Wellness Products Need Better Oversight.
Yogi brand claims that their DeTox tea "supports healthy balance from within." If that sounds like a bunch of nothing wearing a fancy hat, that's because it probably is. The idea of "detoxing" or "cleansing"--flushing your internal works of unspecified impurities and making your organs like new--is essentially non-promissory boilerplate language. Call it alternative medicine, holistic therapy, or homeopathy, but no amount of boiled cloves and ginger is going to expel all the gremlins from our bodies.
For all Yogi's claims of "healthy balance," none of their assertions have been evaluated by the FDA. As it happens, supplements and "detox" products, despite often containing ingredients that are medically active and may interact with with real medicines, are barely regulated at all thanks to some specific wording in the Federal Food, Drug, and Cosmetic Act.
The Vitamin-Mineral Amendment, better known as the Proxmire Amendment, was enacted in 1976 thanks to the efforts of Wisconsin senator William Proxmire. The amendment functionally tied the FDA's hands with respect to evaluating and regulating supplements. It was made literally illegal for the agency to create standards for supplements, classify them as drugs, or regulate their ingredients. Unless the FDA could prove that components in these products were objectively unsafe, they were forbidden from setting any limits on their quantity or combinations.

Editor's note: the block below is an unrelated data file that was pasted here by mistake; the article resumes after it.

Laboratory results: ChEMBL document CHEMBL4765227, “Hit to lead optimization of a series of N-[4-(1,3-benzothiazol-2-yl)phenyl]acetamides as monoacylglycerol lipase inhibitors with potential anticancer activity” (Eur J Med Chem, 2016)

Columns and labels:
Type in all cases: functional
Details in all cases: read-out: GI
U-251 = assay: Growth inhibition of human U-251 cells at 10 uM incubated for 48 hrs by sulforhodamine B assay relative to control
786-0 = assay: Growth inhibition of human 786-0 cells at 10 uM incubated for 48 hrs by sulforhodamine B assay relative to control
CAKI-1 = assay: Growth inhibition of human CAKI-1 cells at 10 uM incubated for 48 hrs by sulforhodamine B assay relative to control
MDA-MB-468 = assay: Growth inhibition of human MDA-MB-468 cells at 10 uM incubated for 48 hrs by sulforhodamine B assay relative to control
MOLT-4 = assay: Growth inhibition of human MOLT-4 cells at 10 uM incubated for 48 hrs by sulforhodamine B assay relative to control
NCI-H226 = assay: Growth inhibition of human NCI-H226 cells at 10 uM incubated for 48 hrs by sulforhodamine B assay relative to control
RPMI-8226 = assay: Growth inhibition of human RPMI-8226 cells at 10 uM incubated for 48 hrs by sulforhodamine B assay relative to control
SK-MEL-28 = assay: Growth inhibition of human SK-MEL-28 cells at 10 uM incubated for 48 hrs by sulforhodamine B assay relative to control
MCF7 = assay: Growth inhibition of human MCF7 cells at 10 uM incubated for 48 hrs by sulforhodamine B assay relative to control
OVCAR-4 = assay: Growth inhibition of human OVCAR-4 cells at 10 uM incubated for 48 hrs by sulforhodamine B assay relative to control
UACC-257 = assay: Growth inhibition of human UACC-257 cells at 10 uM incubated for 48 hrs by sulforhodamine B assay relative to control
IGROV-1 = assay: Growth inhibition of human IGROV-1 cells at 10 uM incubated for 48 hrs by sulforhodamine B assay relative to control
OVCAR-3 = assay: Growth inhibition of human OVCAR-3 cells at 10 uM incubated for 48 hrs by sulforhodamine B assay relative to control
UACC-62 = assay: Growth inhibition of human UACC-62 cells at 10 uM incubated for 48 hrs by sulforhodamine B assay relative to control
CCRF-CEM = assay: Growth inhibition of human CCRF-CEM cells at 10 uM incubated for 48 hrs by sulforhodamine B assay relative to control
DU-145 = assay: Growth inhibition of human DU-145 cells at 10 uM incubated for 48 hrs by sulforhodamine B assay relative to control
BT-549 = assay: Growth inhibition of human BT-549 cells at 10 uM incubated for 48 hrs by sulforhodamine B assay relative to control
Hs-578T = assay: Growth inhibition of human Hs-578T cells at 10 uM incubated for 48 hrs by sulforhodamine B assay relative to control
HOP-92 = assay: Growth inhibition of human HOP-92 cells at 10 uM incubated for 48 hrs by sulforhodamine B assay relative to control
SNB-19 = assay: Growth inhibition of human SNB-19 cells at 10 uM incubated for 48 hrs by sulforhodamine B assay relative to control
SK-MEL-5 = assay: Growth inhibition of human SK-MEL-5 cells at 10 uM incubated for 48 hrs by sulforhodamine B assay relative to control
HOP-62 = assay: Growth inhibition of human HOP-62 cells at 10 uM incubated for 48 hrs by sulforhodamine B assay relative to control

In sum, it'd be dishonest to say "Yogi Tea killed someone," but it makes sense to say there might be a link between this poor patient's two-week "cleanse" and her acute liver failure. With the FDA rendered toothless in double-checking these products, such problems happen all the time as so-called "natural" remedies and treatments flood supermarket shelves and deceive honest people who are looking for help with what ails them. "Detoxing" and "wellness cleanses" are just buzzwords that are often used by unscrupulous companies to prey on unwell people, and the companies that push such products should be taken to task for not conducting due diligence. Could better product testing have shown at least one of the tea's ingredients' adverse reaction to alcohol? I can't say for sure, but it sure couldn't have hurt. Until the FDA regains the power to oversee these supplements, though, it seems like the best thing is to avoid "detox" products altogether and find better ways to be healthy.